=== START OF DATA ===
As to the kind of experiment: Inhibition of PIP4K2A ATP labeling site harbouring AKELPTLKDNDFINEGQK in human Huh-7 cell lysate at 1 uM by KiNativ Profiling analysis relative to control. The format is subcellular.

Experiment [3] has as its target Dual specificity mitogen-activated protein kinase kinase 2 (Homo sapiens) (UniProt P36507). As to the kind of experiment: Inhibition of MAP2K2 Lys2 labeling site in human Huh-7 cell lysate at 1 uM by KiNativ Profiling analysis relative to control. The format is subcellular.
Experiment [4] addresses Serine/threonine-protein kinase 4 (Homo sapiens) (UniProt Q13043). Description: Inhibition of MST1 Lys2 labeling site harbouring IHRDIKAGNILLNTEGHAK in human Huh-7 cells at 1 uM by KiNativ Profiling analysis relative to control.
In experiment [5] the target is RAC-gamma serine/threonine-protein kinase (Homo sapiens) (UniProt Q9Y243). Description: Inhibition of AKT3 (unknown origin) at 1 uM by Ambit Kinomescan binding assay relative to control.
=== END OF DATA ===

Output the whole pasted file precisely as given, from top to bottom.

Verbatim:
As to the kind of experiment: Inhibition of PIP4K2A ATP labeling site harbouring AKELPTLKDNDFINEGQK in human Huh-7 cell lysate at 1 uM by KiNativ Profiling analysis relative to control. The format is subcellular.

Experiment [3] has as its target Dual specificity mitogen-activated protein kinase kinase 2 (Homo sapiens) (UniProt P36507). As to the kind of experiment: Inhibition of MAP2K2 Lys2 labeling site in human Huh-7 cell lysate at 1 uM by KiNativ Profiling analysis relative to control. The format is subcellular.
Experiment [4] addresses Serine/threonine-protein kinase 4 (Homo sapiens) (UniProt Q13043). Description: Inhibition of MST1 Lys2 labeling site harbouring IHRDIKAGNILLNTEGHAK in human Huh-7 cells at 1 uM by KiNativ Profiling analysis relative to control.
In experiment [5] the target is RAC-gamma serine/threonine-protein kinase (Homo sapiens) (UniProt Q9Y243). Description: Inhibition of AKT3 (unknown origin) at 1 uM by Ambit Kinomescan binding assay relative to control.